12 October 2013

A personal announcement

For a long time now – since the very beginning of this blog, actually – I have given serious consideration to joining the Orthodox faith. Searching my conscience, I cannot pretend that my own motives have been entirely pure or that they were always motivated by right. It was idle curiosity more than anything else that led me to pick up Nikolai Berdyaev’s The Russian Revolution and ‘Unifying Christians East and West’. It was the eager, naïve xenophilia of one about to embark on the mission of Peace Corps which led me first to the Antiochan Orthodox Church of St Mary’s in Pawtucket, and then to the Russian Orthodox Church of Aleksandr Nevskiy in Saimasai. I can only bow my head in gratitude to Fr Isaac and Fr Valery for the patience and kindness they showed to me, in gently leading me toward the truth in spite of my cultural (and in the case of my conversation with Fr Valery, linguistic) biases and barriers.

But the more I continued to read, and the more I continued to search, the more I was led back to that crossroads which stood before me in Kazakhstan. And just as I was taking note of the life that the Russians of Saimasai led – even in the midst of the spiritual darkness and bondage I was in at the time – I have no doubt that God was taking note of all as well. And as S. Cyril did not throw such students with internal turmoil and doubt and ulterior motives out of his congregation, but welcomed them to return, so I always found Orthodoxy beckoning me to return, back to that lonely crossroads. From the news and press releases from the Patriarchate of Moscow, or from the pleas for peace and stability in the Middle East joined by the Catholic Church, or from the pages of Berdyaev or Bulgakov or Plato even.

At the same time, I was finding Anglicanism to be incomplete and floundering on the whole, particularly the ECUSA whose ‘lightweight modernism’ has long been a source of discomfort and frustration to me. Notwithstanding the exception of the wonderfully smart and kind clergy and laypeople of S. Stephen’s (to whom I owe a tremendous debt in my spiritual recovery and growth), the liturgy of the Anglican Church was a comfort, but I found there was very little reflection in the broader church upon what the liturgy meant. (I’ll be blunt: Bp KJ Schori’s homily in Caracas was a tipping-point for me.)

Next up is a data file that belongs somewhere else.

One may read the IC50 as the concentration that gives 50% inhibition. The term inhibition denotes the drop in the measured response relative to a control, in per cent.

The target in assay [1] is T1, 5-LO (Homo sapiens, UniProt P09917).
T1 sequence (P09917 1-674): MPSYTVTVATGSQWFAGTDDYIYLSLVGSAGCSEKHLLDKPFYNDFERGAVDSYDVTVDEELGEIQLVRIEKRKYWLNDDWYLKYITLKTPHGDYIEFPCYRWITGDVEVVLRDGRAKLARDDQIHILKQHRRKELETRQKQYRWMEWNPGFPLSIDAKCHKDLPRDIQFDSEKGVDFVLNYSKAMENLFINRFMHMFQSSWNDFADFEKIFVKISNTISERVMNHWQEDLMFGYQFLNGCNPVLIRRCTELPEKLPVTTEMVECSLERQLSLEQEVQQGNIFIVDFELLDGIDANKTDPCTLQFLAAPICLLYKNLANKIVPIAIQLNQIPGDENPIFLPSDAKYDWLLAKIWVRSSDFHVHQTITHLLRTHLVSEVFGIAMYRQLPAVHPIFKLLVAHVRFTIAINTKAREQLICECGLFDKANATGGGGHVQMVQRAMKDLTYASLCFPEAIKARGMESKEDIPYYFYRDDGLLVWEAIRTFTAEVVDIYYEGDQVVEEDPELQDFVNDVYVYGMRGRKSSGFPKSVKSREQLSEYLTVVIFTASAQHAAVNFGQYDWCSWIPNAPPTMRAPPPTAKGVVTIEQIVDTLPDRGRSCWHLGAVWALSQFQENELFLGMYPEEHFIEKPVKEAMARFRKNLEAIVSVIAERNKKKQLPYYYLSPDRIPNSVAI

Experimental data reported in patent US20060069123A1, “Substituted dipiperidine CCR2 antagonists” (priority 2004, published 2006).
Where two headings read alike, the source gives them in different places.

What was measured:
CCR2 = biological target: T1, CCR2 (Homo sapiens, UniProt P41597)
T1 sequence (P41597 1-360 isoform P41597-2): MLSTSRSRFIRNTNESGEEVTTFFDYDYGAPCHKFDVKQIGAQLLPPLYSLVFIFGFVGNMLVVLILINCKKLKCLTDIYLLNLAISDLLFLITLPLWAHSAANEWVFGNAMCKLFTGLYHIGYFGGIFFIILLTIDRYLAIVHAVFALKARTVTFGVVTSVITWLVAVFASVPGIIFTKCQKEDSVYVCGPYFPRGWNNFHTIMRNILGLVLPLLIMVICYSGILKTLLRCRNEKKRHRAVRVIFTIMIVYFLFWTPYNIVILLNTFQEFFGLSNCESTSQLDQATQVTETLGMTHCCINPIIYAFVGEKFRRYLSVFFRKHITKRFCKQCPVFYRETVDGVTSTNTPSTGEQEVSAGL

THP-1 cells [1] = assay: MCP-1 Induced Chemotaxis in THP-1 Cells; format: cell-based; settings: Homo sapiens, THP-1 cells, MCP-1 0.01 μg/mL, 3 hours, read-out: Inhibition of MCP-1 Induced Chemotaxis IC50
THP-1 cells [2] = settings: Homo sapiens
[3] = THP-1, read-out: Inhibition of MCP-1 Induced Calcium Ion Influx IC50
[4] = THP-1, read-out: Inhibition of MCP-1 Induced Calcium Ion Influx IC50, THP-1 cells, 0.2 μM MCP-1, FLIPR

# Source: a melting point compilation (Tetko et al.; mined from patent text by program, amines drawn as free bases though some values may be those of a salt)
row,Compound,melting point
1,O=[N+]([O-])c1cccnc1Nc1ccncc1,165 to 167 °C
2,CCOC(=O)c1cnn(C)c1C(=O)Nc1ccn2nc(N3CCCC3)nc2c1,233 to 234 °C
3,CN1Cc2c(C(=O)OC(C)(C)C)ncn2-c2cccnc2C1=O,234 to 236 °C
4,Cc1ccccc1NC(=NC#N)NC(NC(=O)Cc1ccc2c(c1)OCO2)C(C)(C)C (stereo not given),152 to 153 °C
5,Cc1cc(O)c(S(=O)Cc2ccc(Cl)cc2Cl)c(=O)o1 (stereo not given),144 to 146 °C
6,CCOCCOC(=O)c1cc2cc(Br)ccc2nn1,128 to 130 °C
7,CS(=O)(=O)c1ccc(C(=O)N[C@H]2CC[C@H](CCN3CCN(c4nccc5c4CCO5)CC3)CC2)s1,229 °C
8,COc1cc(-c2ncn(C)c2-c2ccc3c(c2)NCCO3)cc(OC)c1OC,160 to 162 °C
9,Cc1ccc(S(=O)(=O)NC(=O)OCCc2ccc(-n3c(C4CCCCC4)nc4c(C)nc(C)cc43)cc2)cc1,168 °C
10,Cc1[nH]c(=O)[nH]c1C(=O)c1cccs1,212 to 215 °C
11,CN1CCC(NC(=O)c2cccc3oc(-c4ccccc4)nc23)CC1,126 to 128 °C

And even as I was beginning to accept more and more of the doctrines of the Roman Catholic Church as true, I found within her the same regimenting Aristotelian tendencies, her need to classify everything down to its last detail, her need not only to reach for God, but to take him apart to see what made him tick. As much as I admire Pope Francis, the unseemly wrangling within Catholic circles over what he and his message mean to the Church – and the need for every side to grasp at some sort of certitude over it – managed always to hold me back from conversion. The warnings of John Milbank and George Grant loomed always in the background. Always the rebuke of Christ to S. Peter stood baldly before his throne, and the question left standing: ‘who do you say that I am?’

And always, somehow, Orthodoxy seemed to be there, speaking in her quiet and contemplative voice. And more and more, she began to make sense.

I am beginning my catechesis into the Orthodox faith, under the guidance of the Dormition of the Most Holy Theotokos Church in Beijing. Your prayers and your well-wishes would be greatly appreciated as I undertake this journey.


  1. I'm glad that God continues to unfold his designs for you, I'm sure that you will find a welcome rest in the Orthodox.

  2. As one who has followed a similar path, welcome home.

    It took me 19 years from my first real encounter with Orthodox Christianity to be actually received into the Orthodox Church (1968-1987) but God was teaching me things even in those wanderings.

  3. Chris, many thanks for your well-wishes! I earnestly hope and believe you are right; I know I still have much to learn and a long way to go...

    Steve, thank you for the welcome! (I'm a big fan of your Khanya blog, by the by.) I would be more than happy to talk with you about your path to Orthodoxy.

  4. Hello Matthew,

    Although I am not Orthodox, I have thought about conversion on a few occasions. I sympathize with your statements on Roman Catholicism, although I remain a Catholic. I have consciously avoided referring to my blog as “Catholic” because of the debates I have seen crop up on Catholic blogs. These debates usually degenerate into each side anathematizing the other while citing papal documents like lawyers cite case law. I don’t really read much of the Catholic blogosphere now.

  5. Out of curiosity, which of John Milbank's words do you have in mind exactly?

  6. Hi John!

    Many thanks; but to be fair to the Catholic blogosphere, there are absolutely a number of Catholic bloggers worth following intently - Mark Shea, Daniel Nichols and of course David Lindsay chief among them - and I didn't mean to suggest otherwise! But yes, some of the acrimony amongst Catholics over Pope Francis and his relation to the non-Catholic world gave me definite pause...

    Hi Alleline!

    I meant primarily the final chapter of Theology and Social Theory, though I'm interpreting it in a way Milbank merely hints at. Philosophy is and ought to be the handmaiden of religion and not the other way around, and I am not entirely comfortable with the prominence of philosophical Aristotelianism in official Catholic doctrine. I found that even though I agreed entirely with Aquinas's arguments and conclusions, the style in which he made them rendered his system too formalistic when compared to someone like Berdyaev.